5505 Belt Line Road, Dallas TX 75254 (map); 972-503-5253; 7 locations listed at jakesburgers.net
Cooking Method: Grilled
Short Order: Unlike many older joints, Jake's hasn't been overtaken by the recent burger revolution—its greasy deliciousness is as appealing as ever
Want Fries with That? Get the crispier, battered Jumpin' Jake Fries over the regular ones
Price: Jake's Special burger, $5.99; battered fries, $1.99; jalapeño bottle cap burger, $6.79; tater tots, $1.79; root beer, $2.50
Notes: Full bar. Breakfast available.
By north Texas standards, Jake's Hamburgers is positively ancient at over 25 years old. This local favorite predates the recent drive towards gourmet burgers with artisan toppings—it's very much a product of the fast-food age, albeit with some Texas quirks, and the menu reflects this. However, Jake's can stand shoulder-to-shoulder with the best burger places in town.
We visited one of its newer locations, just off the tollway in Addison, to find it relatively quiet for a Friday evening. That's as much to do with the restaurant's design as anything else—spacious and bright, there are two bars and three seating areas, all distinct from each other but interconnected. For a joint that has to serve local old-timers their weekend beer fix as well as young families and out-of-town businesspeople, it does a great job of making everyone feel welcome in their own space.
The same goes for the waitstaff, who were both friendly and informative. Not that I needed much information: I knew what I wanted, which was the Jake's Special. That's the fairly classic fast-food formula of two quarter-pound patties of beef that's ground fresh daily, Thousand Island, cheese, lettuce, and tomato. No onion, no pickle—unusual for Texas, but there you are.
The first thing you notice about a Jake's burger is the bun. The puffy crown is absolutely coated in poppy seeds. The fruits of the papaver somniferum have never been so plentifully found outside an Afghan opium field, but arrayed over the puffy crown of a substantial, eggy bun, they're not unwelcome.
But the real star of the show is inside the bread. There are much better patties in Dallas, but the alchemy of Jake's burger makes it a force to be reckoned with. Or maybe by "alchemy" I just mean "grease." Either way, the two salt-and-peppered patties are so loosely packed and juicy that two in essence become one, melded by a yellow river of cheese. The cool sauce and lettuce and the juicy tomato set things off nicely, and there's a hint of crust on the burger to give a salty-Maillard fix at the end of the bite. The beef flavor isn't dominant, but there's enough of it that you know you're eating a damn fine burger. As with the best of fast food burgers, the Jake's Special is far more than the sum of its parts, and I was extremely glad that I'd gone for their specialty rather than trying one of their custom burgers.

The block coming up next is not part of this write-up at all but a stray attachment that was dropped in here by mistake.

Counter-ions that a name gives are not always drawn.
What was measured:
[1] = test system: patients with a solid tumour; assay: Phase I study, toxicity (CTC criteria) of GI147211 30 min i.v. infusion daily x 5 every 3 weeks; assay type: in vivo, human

Still, the amount of grease should not be underestimated. Even my artery-hardening youth in Scotland hadn't quite steeled me for this. It was thus that the Jumpin' Jake Fries, or battered fries, seemed like a healthful side option by comparison. These fresh, hand-cut fries were deftly seasoned, uber-crispy, and served hot and plentiful.
From my wife's side of the table, the skin-on regular fries, despite also being fresh and hand-cut, were nothing to write home about, although her turkey burger was itself delicious and—notice the pattern—liberally fattened so as to avoid even the slightest suspicion of dryness or mealiness.
It's for my own safety that I live quite a ways down the road from Jake's; were I close enough, I'd no doubt partake of the ultra-fatty but superlative burger far more often than is advisable. Those who live nearby could be forgiven for eating at Jake's regularly. It's very reasonably priced, and with bar seating and friendly staff it's clear that a lot of the clientele were regulars from the neighborhood. Jake's has worked hard to make both the ambience and the product worthy of such loyalty.
About the author: Ewan Macdonald is a soccer writer who will probably die with a hamburger in his mouth. Born in Scotland, he was lured to the Dallas area by cheap beef and a love of 100 degree evenings with 60% relative humidity.